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Disney+ has released a new trailer in advance of Disney’s upcoming movie The One and Only Ivan, based on the best-selling children’s novel by Katherine Applegate. The adaptation is directed by Thea Sharrock and written by Mike White. The story follows a 400-pound silverback gorilla named Ivan (Sam Rockwell) who is born in the jungle but raised by humans, eventually becoming the star of a circus act inside a mall. But when a young elephant named Ruby (Brooklynn Prince) arrives at the circus, Ivan begins to question all the animals' place in captivity. Together, they hatch a plan to escape:

Viewing this trailer, you may not pick up on every celebrity appearance, because y’know… they’re playing animals. But just to recap, we have Rockwell as Ivan, Angelina Jolie as Stella the elephant, Danny DeVito as Bob the dog, Helen Mirren as Snickers the poodle, and Bryan Cranston as Mack, the mall owner. You’ll actually be able recognize to recognize that last one pretty quickly.

Based off the clip above, The One and Only Ivan looks equal parts Tarzan and Dumbo, with a splash of Doolittle. Hopefully, it can avoid the trappings of the latter, which was little more than a devastating hodgepodge of celebrity voices as hapless CGI animals. Considering Applegate’s book offers a more compelling story, it should be safe to expect something marginally better.

The One and Only Ivan is available for streaming exclusively on Disney+ starting August 14.

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Jude Law Is Disney’s New Captain Hook in ‘Peter Pan & Wendy’

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Disney has its sights set on the second star to the right for its next live-action movie adaptation. That’s right, Disney will be tackling Peter Pan in their upcoming film Peter Pan & Wendy helmed by Pete’s Dragon director David Lowery. While it’s still early days for the project, one thing is absolutely certain — the studio wants Jude Law to play Captain Hook. According to Variety, Law is in talks to take on the one-handed villain. If the deal goes through, Law will join the ranks of Dustin Hoffman, Jason Isaacs, and Garrett Hedlund as the next actor to portray the role on the big screen.

Following a string of financially successful (critically, not so much) live-action adaptations of their animated classics, Disney is wasting no time in planning its next endeavor. Peter Pan is an interesting choice, since it’s already been remade quite a few times to no particular avail. Steven Spielberg's Hook was not received well by critics, while P.J. Hogan’s Peter Pan was better but tanked in terms of box office sales. More recently, Joe Wright’s 2015 prequel Pan failed to make a lasting impression, and this year’s Wendy (from Beasts of the Southern Wild director Benh Zeitlin) came and went virtually unnoticed. There’s no point denying it — nothing will live up to the 1956 animated version.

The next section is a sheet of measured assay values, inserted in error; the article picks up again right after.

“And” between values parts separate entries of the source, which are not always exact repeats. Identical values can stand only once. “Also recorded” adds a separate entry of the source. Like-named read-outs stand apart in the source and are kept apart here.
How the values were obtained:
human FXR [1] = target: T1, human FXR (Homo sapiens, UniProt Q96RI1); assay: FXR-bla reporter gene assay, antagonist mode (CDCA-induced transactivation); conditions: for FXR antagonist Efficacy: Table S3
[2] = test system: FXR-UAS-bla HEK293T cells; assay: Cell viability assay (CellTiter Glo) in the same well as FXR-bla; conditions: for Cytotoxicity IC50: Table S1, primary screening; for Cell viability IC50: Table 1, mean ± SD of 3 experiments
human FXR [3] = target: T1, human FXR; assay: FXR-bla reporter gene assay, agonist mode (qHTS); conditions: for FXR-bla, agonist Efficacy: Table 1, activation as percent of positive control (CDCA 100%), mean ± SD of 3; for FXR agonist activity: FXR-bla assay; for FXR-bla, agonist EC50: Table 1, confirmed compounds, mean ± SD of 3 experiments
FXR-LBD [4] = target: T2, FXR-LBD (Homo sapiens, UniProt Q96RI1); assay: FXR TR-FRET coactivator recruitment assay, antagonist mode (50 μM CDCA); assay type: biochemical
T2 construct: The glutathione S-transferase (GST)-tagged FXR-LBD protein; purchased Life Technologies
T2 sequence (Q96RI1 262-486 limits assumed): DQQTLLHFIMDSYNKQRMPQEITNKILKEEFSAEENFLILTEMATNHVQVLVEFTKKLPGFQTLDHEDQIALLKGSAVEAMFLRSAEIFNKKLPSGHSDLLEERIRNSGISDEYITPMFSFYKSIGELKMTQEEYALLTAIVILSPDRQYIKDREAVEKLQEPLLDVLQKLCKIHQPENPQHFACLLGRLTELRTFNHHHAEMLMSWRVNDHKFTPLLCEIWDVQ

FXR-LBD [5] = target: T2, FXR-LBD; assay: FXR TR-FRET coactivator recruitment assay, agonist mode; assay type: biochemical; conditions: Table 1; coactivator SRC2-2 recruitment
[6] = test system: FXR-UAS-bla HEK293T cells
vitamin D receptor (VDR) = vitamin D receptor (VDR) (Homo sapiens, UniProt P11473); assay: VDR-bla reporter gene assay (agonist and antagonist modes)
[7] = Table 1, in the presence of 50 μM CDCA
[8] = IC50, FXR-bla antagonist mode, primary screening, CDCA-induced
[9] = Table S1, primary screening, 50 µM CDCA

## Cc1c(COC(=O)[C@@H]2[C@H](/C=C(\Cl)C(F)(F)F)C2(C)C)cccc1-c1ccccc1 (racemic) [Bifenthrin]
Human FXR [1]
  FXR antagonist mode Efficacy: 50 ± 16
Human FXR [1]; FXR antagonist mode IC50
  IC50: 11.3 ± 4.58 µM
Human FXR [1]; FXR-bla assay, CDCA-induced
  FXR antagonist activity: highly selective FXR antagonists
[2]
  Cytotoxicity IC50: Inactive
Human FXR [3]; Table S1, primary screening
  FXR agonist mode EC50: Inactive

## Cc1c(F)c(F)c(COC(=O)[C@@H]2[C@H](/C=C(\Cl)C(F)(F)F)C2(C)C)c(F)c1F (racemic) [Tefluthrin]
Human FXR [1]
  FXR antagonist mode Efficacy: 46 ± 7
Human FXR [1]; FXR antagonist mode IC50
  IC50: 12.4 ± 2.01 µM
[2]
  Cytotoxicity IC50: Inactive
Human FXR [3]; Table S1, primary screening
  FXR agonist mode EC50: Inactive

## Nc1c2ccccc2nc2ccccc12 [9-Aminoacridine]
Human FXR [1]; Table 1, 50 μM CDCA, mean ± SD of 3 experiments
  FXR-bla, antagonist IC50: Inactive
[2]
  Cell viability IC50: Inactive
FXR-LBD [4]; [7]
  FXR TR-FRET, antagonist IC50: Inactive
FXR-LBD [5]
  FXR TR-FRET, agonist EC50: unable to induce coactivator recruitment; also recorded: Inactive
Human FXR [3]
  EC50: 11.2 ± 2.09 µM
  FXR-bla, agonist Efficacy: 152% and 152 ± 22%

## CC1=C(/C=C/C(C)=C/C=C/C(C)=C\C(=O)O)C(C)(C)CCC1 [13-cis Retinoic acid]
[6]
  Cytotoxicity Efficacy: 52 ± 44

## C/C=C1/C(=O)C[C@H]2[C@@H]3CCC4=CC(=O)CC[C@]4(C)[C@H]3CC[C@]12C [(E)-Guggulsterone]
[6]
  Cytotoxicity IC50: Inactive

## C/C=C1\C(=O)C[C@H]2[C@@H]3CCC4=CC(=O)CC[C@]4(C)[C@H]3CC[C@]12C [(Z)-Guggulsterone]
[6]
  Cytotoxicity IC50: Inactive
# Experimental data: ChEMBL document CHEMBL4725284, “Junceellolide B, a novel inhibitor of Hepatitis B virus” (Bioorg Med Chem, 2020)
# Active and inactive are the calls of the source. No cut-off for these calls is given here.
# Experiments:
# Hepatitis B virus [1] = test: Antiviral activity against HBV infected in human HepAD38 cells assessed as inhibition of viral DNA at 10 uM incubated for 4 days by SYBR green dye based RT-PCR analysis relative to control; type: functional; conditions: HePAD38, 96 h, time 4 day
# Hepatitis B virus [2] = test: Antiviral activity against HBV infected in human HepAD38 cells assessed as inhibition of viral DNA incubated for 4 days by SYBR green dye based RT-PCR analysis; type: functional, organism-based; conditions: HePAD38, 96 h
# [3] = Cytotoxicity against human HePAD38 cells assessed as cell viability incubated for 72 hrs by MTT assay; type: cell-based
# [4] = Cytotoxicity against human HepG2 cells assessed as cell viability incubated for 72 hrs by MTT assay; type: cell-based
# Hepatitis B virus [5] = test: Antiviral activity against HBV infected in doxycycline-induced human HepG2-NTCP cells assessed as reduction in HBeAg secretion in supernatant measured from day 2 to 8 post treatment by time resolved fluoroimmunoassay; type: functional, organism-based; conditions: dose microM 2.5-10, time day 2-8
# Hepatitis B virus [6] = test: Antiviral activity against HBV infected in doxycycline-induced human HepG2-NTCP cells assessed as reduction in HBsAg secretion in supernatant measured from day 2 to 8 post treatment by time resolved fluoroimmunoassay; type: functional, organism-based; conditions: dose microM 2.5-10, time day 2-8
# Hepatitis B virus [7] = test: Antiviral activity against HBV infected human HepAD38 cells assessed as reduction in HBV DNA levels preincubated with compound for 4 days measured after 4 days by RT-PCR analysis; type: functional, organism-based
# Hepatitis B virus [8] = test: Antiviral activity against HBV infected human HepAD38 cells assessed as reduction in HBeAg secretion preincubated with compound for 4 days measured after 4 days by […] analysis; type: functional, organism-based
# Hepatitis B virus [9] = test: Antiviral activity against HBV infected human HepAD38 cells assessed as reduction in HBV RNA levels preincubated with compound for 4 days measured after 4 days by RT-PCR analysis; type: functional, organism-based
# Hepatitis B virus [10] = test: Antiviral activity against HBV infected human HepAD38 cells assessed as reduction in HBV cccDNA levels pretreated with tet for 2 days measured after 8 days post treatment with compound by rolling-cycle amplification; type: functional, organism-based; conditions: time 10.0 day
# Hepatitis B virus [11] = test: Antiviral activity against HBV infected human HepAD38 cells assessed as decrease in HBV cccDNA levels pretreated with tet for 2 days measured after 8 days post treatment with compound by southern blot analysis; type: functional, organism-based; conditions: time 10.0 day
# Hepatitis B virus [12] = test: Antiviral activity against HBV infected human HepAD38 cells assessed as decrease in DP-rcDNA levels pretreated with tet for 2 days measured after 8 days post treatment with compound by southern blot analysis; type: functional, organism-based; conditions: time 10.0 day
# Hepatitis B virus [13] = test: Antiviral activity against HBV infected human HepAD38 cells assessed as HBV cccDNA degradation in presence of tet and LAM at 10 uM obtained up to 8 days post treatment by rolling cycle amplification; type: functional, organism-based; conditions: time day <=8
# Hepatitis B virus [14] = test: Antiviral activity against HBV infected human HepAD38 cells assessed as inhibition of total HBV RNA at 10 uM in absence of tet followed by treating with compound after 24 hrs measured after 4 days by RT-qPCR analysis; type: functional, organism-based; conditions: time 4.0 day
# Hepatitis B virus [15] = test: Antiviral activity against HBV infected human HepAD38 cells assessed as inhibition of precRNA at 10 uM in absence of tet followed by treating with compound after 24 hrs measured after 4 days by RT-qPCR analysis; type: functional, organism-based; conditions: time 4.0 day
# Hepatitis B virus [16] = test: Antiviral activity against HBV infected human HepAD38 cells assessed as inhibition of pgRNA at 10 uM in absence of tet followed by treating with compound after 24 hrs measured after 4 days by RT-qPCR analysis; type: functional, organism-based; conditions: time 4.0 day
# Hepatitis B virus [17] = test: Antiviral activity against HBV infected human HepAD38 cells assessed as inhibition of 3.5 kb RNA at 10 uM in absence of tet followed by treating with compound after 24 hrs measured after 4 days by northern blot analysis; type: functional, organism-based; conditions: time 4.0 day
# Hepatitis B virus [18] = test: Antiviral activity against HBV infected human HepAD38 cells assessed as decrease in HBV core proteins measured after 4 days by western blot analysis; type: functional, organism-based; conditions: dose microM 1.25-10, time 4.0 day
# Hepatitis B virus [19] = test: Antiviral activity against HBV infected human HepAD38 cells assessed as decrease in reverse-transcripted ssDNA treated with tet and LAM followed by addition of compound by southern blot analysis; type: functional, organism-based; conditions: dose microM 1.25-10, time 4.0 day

Maybe these missteps are why Disney is so adamant about creating a Peter Pan live-action adaptation that lives up to its name. Or maybe they’re just on a mission to remake every childhood favorite we hold so near and dear to our hearts. Either way, expect to see Peter Pan & Wendy heading to movie theaters (not straight to Disney+) sometime in the future.

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Kayne West Says He Wants to Model His Presidency on Wakanda

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Kanye West announced over the weekend, via tweet, that he was running for President in 2020 as a third-party candidate. No further explanation was offered, but now West has given a wide-ranging interview about his plans to Forbes, and they are quite elaborate.

You need to read the full interview for the full effect. In it, West admits he’s never voted in his life, no longer supports President Trump, says he had Covid-19 in February, and believes vaccines are the “mark of the beast” created by an undefined “they” in order to “make it where we can’t cross the gates of heaven.”

He also revealed that if he was elected, the White House would look very different in a Kanye West Presidency, saying he would model his team on Wakanda, the fictional African country from Black Panther. As he put it: